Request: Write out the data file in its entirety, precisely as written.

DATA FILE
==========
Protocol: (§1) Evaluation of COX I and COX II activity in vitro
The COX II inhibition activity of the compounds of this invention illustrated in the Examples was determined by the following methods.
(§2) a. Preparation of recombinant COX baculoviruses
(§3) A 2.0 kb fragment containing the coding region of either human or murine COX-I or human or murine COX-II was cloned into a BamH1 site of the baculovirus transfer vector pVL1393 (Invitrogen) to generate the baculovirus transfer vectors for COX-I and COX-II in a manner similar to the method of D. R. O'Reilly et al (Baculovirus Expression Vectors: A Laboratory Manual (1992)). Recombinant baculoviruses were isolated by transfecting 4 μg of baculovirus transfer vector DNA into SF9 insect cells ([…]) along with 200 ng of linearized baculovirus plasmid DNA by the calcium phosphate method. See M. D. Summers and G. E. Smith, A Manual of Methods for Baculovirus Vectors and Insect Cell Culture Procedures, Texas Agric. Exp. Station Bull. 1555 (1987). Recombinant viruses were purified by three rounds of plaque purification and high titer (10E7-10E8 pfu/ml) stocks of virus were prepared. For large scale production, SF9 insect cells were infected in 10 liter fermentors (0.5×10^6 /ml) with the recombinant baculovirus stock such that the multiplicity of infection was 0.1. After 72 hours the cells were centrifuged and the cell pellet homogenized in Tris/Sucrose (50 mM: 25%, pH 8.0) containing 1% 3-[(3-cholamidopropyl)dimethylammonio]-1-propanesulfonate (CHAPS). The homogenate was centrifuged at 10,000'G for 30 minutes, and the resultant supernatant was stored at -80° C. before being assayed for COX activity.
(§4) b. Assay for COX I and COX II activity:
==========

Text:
Protocol: (§1) Evaluation of COX I and COX II activity in vitro
The COX II inhibition activity of the compounds of this invention illustrated in the Examples was determined by the following methods.
(§2) a. Preparation of recombinant COX baculoviruses
(§3) A 2.0 kb fragment containing the coding region of either human or murine COX-I or human or murine COX-II was cloned into a BamH1 site of the baculovirus transfer vector pVL1393 (Invitrogen) to generate the baculovirus transfer vectors for COX-I and COX-II in a manner similar to the method of D. R. O'Reilly et al (Baculovirus Expression Vectors: A Laboratory Manual (1992)). Recombinant baculoviruses were isolated by transfecting 4 μg of baculovirus transfer vector DNA into SF9 insect cells ([…]) along with 200 ng of linearized baculovirus plasmid DNA by the calcium phosphate method. See M. D. Summers and G. E. Smith, A Manual of Methods for Baculovirus Vectors and Insect Cell Culture Procedures, Texas Agric. Exp. Station Bull. 1555 (1987). Recombinant viruses were purified by three rounds of plaque purification and high titer (10E7-10E8 pfu/ml) stocks of virus were prepared. For large scale production, SF9 insect cells were infected in 10 liter fermentors (0.5×10^6 /ml) with the recombinant baculovirus stock such that the multiplicity of infection was 0.1. After 72 hours the cells were centrifuged and the cell pellet homogenized in Tris/Sucrose (50 mM: 25%, pH 8.0) containing 1% 3-[(3-cholamidopropyl)dimethylammonio]-1-propanesulfonate (CHAPS). The homogenate was centrifuged at 10,000'G for 30 minutes, and the resultant supernatant was stored at -80° C. before being assayed for COX activity.
(§4) b. Assay for COX I and COX II activity: